Why Foreign Investors Avoid Iran’s Market?
By Staff Writer
While Iran’s economy desperately needs macro investments, the official figures show that even the 2015 nuclear deal, aka JCPOA, has failed to pump necessary capital into the country’s economic arteries.
Meanwhile, the consequences of the US withdrawal from the deal will make it even more difficult for the Iranian regime to absorb foreign investors.
Regime officials have repeatedly spoken of absorbing foreign capital as well as the necessary technology to renovate the country’s outdated oil and gas industry.
In addition to an outdated oil and gas industry, it would also be impossible for Iran to exploit many of its oil and natural gas fields without taking advantage of foreign technology and capital.
The nuclear deal was supposed to pave the way for absorbing foreign investments by lifting sanctions and reconnecting Iran to the SWIFT network.
While Germany had high hopes of increasing its trade volume with Iran to more than 10 billion Euros, and French Total, among other big international oil companies, had been planning to turn into a key player in Iran’s oil and gas industry, the official figures released by regime officials give a totally different picture.
Absorbing only $5 billion in foreign investment
In an interview with state-run Fars news agency on June 9, 2018, regime’s Deputy Economy Minister ‘Mohammad Khazaei’ revealed that only $5 billion foreign investment has been made in Iran in 2017. The Deputy Economy Minister even went on to say that the figure was 45 percent higher than the investment made in a previous year.
What Khazaei refers to as Rouhani government’s economic achievement in 2016 and 2017, the foreign investment figures however suggest that regime’s policies to absorb foreign capital have practically failed, as a foreign investment of only $3 billion in 2016, as announced by Khazaei, shows that foreign investors are unwilling to enter Iran’s market.
US withdrawal from the JCPOA
It should be pointed out here that absorbing three and five billion dollars in 2016 and 2017, respectively, took place while US withdrawal from the nuclear deal was still not on the table.
With the United States pulling out of the nuclear deal nearly a month ago, the consequences could be clearly seen as big oil companies, refineries and car manufacturers have already decided to leave Iran’s market.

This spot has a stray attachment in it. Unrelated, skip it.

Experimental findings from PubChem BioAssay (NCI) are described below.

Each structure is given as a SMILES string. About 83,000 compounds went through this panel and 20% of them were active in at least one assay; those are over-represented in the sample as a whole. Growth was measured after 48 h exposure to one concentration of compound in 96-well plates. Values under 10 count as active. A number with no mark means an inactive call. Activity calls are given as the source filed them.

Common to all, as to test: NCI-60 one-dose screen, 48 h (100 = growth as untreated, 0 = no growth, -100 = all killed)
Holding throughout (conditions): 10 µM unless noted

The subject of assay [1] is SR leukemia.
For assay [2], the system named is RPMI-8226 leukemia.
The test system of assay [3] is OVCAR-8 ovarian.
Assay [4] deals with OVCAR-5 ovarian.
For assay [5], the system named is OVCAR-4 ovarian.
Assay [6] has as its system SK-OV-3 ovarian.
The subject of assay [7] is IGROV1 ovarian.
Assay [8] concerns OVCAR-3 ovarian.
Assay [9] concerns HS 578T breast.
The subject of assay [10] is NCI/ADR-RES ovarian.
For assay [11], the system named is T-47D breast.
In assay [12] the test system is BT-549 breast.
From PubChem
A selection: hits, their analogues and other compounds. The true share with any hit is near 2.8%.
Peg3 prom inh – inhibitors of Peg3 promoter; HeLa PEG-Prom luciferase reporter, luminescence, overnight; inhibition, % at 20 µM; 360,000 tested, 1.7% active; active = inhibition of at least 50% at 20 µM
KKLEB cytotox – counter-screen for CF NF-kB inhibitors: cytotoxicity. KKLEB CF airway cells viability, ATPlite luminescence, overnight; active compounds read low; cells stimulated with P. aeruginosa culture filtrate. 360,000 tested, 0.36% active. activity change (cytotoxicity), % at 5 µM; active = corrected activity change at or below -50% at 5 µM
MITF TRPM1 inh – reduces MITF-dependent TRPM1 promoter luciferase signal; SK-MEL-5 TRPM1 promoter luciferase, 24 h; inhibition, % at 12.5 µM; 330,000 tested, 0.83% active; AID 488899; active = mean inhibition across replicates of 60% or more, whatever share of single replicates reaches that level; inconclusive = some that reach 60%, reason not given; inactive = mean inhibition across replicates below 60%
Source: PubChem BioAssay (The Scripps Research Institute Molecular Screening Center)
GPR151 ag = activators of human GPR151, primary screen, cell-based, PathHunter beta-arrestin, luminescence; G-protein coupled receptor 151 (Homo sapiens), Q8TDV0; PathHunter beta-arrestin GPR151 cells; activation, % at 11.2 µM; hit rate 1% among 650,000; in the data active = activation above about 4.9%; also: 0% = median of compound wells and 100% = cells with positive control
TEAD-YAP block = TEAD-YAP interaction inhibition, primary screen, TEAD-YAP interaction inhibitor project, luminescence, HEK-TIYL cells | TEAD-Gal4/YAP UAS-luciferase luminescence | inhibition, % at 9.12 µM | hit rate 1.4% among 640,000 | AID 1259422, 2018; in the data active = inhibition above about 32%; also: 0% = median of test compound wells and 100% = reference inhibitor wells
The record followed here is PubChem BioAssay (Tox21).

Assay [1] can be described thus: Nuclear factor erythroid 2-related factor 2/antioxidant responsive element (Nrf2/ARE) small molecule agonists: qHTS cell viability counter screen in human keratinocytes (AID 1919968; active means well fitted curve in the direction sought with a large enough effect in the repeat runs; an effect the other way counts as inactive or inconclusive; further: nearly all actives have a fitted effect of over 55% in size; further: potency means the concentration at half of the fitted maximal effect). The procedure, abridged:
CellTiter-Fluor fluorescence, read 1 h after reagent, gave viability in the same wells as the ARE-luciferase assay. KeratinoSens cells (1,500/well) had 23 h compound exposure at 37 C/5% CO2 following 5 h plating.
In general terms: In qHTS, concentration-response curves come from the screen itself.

A SWIFT solution
Being disconnected from the SWIFT financial network was one of the major problems the Iranian regime was faced with during 2012-2016, as it not only made it difficult for regime’s financial transactions related to its export and import activities, but it also limited regime’s access to its own financial resources across the world.
One of the consequences of Trump’s reemploying sanctions on the Iranian regime would be that regime’s financial links with the global banking system will once again be cut off, something that’s going to happen when Trump administration’s 180-day deadline expires on November 4, 2018.
In his interview with state-run Fars news agency, Mohammad Khazaei has suggested that Europe determines a number of banks for resolving the financial transaction issues following the re-imposition of US sanctions. This, however, could not be done from a financial point of view, first because the European banks are themselves part of the SWIFT network, and thus they will practically have no possibility to continue working with their Iranian counterparts in case Iranian banks are kicked out of the network.
Besides, the United States has threatened to punish companies and banks that keep trading or cooperating with the Iranian regime, a punishment that would involve heavy financial fines and cutting access to the United States’ financial system as well.
Under such circumstances, it’s not conceivable that European banks are willing to take the risk of doing financial transactions with the Iranian regime.
So, it’s quite predictable that it would be more difficult than ever for the Iranian regime to absorb foreign capital with the sanctions re-imposed and regime’s banks once again disconnected from the international financial network.